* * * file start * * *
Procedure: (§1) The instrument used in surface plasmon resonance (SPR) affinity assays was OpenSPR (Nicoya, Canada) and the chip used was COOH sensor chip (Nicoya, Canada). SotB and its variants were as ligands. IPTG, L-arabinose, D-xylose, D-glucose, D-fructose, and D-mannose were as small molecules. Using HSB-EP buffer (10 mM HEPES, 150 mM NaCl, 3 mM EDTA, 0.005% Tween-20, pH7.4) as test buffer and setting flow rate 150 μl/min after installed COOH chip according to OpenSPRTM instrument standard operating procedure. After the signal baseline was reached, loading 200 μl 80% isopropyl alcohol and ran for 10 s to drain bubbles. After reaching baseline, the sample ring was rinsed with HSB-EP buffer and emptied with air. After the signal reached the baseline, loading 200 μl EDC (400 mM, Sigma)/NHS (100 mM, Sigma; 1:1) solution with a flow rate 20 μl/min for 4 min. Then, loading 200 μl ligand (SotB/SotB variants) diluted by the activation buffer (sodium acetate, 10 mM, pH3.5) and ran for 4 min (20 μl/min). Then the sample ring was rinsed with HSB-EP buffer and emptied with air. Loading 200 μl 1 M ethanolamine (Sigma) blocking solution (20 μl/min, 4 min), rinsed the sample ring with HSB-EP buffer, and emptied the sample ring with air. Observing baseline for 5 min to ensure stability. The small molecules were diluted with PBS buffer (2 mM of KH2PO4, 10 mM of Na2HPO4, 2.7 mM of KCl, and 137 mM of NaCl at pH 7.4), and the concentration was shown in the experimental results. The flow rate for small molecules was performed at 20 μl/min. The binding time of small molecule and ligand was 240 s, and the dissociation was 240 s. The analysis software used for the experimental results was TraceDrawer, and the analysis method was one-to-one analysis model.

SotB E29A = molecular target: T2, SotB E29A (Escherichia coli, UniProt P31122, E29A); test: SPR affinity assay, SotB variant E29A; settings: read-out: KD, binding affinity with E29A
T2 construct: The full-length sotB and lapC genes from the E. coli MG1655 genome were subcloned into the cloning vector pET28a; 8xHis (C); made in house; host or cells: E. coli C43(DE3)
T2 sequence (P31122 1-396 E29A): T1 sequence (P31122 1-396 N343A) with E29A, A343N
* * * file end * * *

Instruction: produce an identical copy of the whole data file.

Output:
Procedure: (§1) The instrument used in surface plasmon resonance (SPR) affinity assays was OpenSPR (Nicoya, Canada) and the chip used was COOH sensor chip (Nicoya, Canada). SotB and its variants were as ligands. IPTG, L-arabinose, D-xylose, D-glucose, D-fructose, and D-mannose were as small molecules. Using HSB-EP buffer (10 mM HEPES, 150 mM NaCl, 3 mM EDTA, 0.005% Tween-20, pH7.4) as test buffer and setting flow rate 150 μl/min after installed COOH chip according to OpenSPRTM instrument standard operating procedure. After the signal baseline was reached, loading 200 μl 80% isopropyl alcohol and ran for 10 s to drain bubbles. After reaching baseline, the sample ring was rinsed with HSB-EP buffer and emptied with air. After the signal reached the baseline, loading 200 μl EDC (400 mM, Sigma)/NHS (100 mM, Sigma; 1:1) solution with a flow rate 20 μl/min for 4 min. Then, loading 200 μl ligand (SotB/SotB variants) diluted by the activation buffer (sodium acetate, 10 mM, pH3.5) and ran for 4 min (20 μl/min). Then the sample ring was rinsed with HSB-EP buffer and emptied with air. Loading 200 μl 1 M ethanolamine (Sigma) blocking solution (20 μl/min, 4 min), rinsed the sample ring with HSB-EP buffer, and emptied the sample ring with air. Observing baseline for 5 min to ensure stability. The small molecules were diluted with PBS buffer (2 mM of KH2PO4, 10 mM of Na2HPO4, 2.7 mM of KCl, and 137 mM of NaCl at pH 7.4), and the concentration was shown in the experimental results. The flow rate for small molecules was performed at 20 μl/min. The binding time of small molecule and ligand was 240 s, and the dissociation was 240 s. The analysis software used for the experimental results was TraceDrawer, and the analysis method was one-to-one analysis model.

SotB E29A = molecular target: T2, SotB E29A (Escherichia coli, UniProt P31122, E29A); test: SPR affinity assay, SotB variant E29A; settings: read-out: KD, binding affinity with E29A
T2 construct: The full-length sotB and lapC genes from the E. coli MG1655 genome were subcloned into the cloning vector pET28a; 8xHis (C); made in house; host or cells: E. coli C43(DE3)
T2 sequence (P31122 1-396 E29A): T1 sequence (P31122 1-396 N343A) with E29A, A343N